“I want to be a doctor.” Students across America say this phrase to their friends, family, and teachers everyday. Unfortunately, the zip code in which this dream is shared is an unforgiving determinant of whether or not the dream will come true. Only 10% of students growing up in low-income neighborhoods will graduate from college, and of those high-achieving students, only 7% will obtain a professional degree. Similarly, African-Americans, Latinos, and Native Americans currently make up more than 25% of the U.S. population but only 6% of practicing physicians. Minority physicians are more likely to practice in underserved communities and have unique perspectives on how to improve our health care system. Ultimately, increasing the diversity of the physician workforce is the best way to eliminate health care disparities.
MERIT was founded on the belief that a student can be placed on a trajectory to medical school through four foundational pillars: “igniting the fire” or strong passion to pursue medicine; “illuminating the path” one must take to become a doctor; “creating a toolkit” of study habits, organizational skills, and mindsets; and “sustaining the desire” to succeed in this rigorous career path through a close-knit community of scholars, mentors, and teachers.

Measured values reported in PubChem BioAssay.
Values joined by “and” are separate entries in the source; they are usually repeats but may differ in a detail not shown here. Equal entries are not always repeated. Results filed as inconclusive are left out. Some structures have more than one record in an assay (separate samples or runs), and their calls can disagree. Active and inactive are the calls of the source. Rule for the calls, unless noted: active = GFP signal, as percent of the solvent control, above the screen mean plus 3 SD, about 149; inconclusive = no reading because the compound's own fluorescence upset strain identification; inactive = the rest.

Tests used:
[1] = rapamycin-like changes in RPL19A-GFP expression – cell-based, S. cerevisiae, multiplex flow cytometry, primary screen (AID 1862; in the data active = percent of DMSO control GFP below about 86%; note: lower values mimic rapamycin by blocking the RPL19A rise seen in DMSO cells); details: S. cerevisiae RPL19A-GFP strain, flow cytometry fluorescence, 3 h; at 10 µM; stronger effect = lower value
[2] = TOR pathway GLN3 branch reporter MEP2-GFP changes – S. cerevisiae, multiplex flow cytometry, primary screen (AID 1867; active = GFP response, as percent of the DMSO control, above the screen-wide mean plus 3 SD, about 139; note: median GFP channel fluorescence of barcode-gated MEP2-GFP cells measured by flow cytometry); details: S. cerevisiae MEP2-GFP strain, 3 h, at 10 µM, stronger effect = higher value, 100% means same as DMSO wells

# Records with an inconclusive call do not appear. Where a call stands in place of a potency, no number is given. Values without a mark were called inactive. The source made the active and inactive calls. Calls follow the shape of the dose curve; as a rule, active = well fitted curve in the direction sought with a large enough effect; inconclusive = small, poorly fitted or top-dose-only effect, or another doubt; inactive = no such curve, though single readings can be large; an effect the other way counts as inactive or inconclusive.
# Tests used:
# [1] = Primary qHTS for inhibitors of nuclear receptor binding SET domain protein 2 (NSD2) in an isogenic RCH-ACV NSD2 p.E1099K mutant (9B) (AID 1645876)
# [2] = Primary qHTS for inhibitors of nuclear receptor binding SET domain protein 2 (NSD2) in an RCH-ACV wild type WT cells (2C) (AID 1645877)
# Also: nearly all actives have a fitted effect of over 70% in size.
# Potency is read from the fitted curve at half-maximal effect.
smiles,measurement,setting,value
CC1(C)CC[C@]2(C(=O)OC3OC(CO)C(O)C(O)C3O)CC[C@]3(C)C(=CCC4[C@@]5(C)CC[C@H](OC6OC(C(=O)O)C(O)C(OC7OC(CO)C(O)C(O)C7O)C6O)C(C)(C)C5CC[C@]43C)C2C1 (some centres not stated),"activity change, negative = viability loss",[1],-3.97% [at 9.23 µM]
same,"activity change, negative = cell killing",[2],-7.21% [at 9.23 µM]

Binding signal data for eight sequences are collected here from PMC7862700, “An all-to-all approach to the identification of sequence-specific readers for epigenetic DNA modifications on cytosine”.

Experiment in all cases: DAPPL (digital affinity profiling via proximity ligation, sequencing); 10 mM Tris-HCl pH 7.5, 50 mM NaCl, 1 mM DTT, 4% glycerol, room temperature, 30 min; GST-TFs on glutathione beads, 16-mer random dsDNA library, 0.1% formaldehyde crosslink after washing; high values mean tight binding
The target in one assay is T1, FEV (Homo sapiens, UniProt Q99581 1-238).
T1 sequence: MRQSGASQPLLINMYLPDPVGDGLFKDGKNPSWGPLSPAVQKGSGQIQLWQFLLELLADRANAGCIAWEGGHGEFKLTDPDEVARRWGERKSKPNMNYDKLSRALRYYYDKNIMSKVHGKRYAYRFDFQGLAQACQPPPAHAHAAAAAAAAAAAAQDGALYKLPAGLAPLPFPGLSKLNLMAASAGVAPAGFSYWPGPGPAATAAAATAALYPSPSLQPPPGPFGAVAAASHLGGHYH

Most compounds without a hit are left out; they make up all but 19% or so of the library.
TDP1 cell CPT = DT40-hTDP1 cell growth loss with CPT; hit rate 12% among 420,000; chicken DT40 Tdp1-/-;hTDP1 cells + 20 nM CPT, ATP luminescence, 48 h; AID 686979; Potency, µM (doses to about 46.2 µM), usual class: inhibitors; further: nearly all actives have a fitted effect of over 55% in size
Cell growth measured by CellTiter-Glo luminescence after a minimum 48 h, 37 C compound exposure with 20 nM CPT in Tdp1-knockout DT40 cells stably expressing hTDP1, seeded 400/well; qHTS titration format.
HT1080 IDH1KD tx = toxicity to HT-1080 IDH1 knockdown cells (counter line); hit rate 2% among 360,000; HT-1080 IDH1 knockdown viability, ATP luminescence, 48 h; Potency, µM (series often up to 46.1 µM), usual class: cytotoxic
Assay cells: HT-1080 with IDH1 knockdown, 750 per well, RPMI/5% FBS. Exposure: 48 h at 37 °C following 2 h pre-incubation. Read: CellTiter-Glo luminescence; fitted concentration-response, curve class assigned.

Scholars complete summer internships designed to fuel their passion for medicine. Sophomores spend eight weeks completing four rotations in a community hospital while juniors work on a biomedical research project. Scholars gain concrete knowledge and skills, but thanks to two mentors personally guiding each scholar, they also gain important social and cultural capital. Transformations occur because we challenge each student to work impossibly hard and to value each new experience. When MERIT scholars enter college, they are ahead at even the most selective institutions.
Scholars understand that their role as future physicians is fundamentally one of service. This perceptual development can be partially attributed to an increased awareness of health care disparities. MERIT recruits Baltimore City teachers and public health students from the Johns Hopkins Bloomberg School of Public Health who plan and execute lessons focused on the inequities of America’s health care system. Lessons include article discussions, community service projects, and shadowing in free clinics. As students recognize the problems are systemic, they become passionate about working to change the system from within.
MERIT’s efforts have not gone unnoticed. Baltimore City Public Schools recently featured our scholars on “Great Kids Up Close”, a television program that shares student success stories with the community. Johns Hopkins Medicine wrote a story on Shanquel, a scholar investigating addiction at the National Institute on Drug Abuse. Contributions from individuals and foundations ensure that every scholar has a paid summer internship. In addition, we recently trained the 100th MERIT volunteer, a tutor who will work to ensure junior scholars maximize their SAT scores. Our inclusive and expanding community amplifies our impact with ripple effects across the city. However, we recognize that true success can only be achieved in the long-term. In the face of tremendous odds, we are tremendously optimistic.